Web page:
We have seen the devastation that can be wreaked with a family provisions claims in an estate with the case of MILLER -v- TAYLOR  WASC 75, where a second spouse of the deceased contested a Will providing the entire estate – valued at $600,000 to his children from his first marriage. The presiding judge Justice Jeremy Curthoys ripped into the team of six lawyers, who by the time they came before him in the Supreme Court, more than $500,000 in legal fees had been racked up leaving any proper provision for the deceased’s de facto spouse Angela Miller as well as ensuring his two children missed out.
Can you imagine what would arise with a $2m contested estate? Apart from $150,000+ in legal fees, expect the time for judgement or settlement to be at least two to three years with all the family fighting and hating for that period of time. Want to know what hate looks like – read the Andrea Miller case.
So we are faced with a choice as a professional – we put our head in the sand and let the chips fall where they lie or we facilitate the building of a protective barrier around our client's structures and affairs. And what better protection than a MOAT.
Now, if you don’t know what a MOAT is, it is a fortified protection used in Medieval times to keep the angry hordes and the enemy away. Some were known to be filled with angry water creatures and a variety of booby traps and if the enemy were dumb enough to enter the MOAT they became sitting ducks for the archers. If you had no MOAT and the first line of defence was the town or castle’s walls - the families, women and children were exposed and we have seen enough movies to see how that plays out. Worse still the villages that had no walls or MOAT were easily overrun by bad actors, doing what bad actors do.
So it is MOAT time, where we build a fortified protection from the lawyers, litigators, bad actors and scammers seeking to rob and steal from our client’s family wealth. Now if the Family Provisions Act enables unlimited challenges to an estate, the collapse of many binding death benefit nominations creating havoc for SMSFs and the tying up of discretionary trusts with hacks and attacks by the legal profession – we have to make sure all components of the MOAT are strong, effective and impassable. We want the lawyers and the bad actors to take one look and know that it is too hard for them to expend their energy on this family. Let them put their nose in the air and run to the next family – there are plenty of aggrieved ones out there. And that is the aim of the MOAT, making it too hard and too costly to mount a challenge risking legal fees, resources and coming up empty. No lawyer in their right mind would sign up for that – particularly the “No win – no fee” kind.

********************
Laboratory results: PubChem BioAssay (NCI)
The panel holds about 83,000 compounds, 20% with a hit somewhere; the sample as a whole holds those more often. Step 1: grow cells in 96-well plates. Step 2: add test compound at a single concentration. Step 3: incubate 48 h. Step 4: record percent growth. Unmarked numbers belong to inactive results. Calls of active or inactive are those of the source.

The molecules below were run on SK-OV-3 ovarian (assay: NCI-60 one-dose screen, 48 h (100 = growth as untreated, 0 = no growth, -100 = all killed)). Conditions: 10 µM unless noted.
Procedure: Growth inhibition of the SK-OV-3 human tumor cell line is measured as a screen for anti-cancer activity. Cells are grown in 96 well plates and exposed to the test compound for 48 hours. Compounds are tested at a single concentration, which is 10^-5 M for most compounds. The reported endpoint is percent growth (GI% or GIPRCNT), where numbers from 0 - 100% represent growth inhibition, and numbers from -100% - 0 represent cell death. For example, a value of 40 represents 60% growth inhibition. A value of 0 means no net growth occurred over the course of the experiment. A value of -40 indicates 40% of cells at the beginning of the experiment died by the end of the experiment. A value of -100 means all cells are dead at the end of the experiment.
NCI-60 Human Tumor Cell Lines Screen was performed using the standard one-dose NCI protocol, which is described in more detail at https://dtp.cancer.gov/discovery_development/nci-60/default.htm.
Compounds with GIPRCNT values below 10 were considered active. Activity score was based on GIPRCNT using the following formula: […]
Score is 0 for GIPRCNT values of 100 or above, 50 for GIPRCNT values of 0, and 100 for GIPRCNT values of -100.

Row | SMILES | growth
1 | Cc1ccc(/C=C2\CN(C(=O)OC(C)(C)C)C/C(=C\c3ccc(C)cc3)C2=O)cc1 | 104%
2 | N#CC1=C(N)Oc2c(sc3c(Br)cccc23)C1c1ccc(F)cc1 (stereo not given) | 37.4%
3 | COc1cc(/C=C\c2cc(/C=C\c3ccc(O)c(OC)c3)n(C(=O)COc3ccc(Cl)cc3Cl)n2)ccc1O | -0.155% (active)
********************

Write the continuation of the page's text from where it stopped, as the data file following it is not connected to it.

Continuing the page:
Let’s start on the most successful MOAT of all, the structures and strategies built around the Windsor Royal Family and how a bad actor such as Prince Andrew can find himself on the other side of the MOAT with his tail between his legs and no opportunity of a challenge. Once we learn how the best of the best do it, we can copy and tailor how it is done, applying it to our own and our client’s circumstances.
1. The Top Three Differences between a Leading Member SMSF v Standard SMSF
Remember earlier we looked at the Royal Family and how the Queen was the Leading Member of the Windsor Royal family and how she controls and has ultimate power over the Royal family. No legal suits against her by disaffected family members – ask Prince Andrew on that one. Of course, the Queen may abdicate or die and in that event succession is built-in and Leading Membership passes to Prince Charles. But what if Prince Charles is not alive at the time of the Queen’s death? Built-in succession planning sees Prince William step into Leading Membership and if he is not alive – then Prince George becomes the Leading Member and King. Safe – Certain and Secure.
Like the Royal family, a Leading Member SMSF starts with built-in succession and proceeds from there. The desire is to provide safety – certainty and security and prevent legal challenges – building a Moat around the SMSF. Here are my three top differences between a Leading Member SMSF and a standard SMSF: